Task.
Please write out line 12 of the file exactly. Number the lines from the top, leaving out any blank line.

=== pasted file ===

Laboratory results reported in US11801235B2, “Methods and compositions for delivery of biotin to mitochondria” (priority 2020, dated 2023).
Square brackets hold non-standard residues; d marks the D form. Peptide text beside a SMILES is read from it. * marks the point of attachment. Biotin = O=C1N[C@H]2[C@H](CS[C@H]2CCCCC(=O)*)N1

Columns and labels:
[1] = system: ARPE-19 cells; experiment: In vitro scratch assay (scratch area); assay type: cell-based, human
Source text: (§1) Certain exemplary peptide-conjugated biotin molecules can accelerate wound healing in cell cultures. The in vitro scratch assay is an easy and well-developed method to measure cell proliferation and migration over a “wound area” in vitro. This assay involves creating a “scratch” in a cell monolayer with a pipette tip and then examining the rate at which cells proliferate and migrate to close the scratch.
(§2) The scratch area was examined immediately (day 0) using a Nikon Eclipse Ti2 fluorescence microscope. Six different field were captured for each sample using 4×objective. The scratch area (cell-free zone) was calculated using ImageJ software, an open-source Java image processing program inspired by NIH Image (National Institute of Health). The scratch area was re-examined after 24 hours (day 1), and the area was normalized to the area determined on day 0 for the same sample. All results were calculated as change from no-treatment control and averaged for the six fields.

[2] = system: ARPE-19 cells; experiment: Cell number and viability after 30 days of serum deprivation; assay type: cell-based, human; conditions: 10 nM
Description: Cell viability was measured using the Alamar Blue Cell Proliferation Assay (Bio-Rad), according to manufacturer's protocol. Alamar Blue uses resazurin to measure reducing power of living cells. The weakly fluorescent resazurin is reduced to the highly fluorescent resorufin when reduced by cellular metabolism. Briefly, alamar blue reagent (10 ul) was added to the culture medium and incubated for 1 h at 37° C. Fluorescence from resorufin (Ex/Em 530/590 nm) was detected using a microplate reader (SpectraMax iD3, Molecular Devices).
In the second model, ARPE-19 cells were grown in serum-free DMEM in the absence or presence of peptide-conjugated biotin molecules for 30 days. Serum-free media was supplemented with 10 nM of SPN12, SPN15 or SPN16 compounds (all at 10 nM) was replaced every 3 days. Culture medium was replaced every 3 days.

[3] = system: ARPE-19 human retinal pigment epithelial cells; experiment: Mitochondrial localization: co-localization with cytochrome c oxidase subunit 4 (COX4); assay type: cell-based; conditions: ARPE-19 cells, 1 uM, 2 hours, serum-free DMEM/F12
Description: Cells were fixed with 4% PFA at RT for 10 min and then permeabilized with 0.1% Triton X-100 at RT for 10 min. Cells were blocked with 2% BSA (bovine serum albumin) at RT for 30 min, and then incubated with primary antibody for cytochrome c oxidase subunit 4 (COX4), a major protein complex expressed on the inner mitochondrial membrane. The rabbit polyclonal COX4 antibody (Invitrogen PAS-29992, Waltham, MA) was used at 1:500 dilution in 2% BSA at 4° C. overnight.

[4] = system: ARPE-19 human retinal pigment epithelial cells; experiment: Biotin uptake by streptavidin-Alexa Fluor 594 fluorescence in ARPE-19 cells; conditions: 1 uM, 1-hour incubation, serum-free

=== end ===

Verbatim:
[4] = system: ARPE-19 human retinal pigment epithelial cells; experiment: Biotin uptake by streptavidin-Alexa Fluor 594 fluorescence in ARPE-19 cells; conditions: 1 uM, 1-hour incubation, serum-free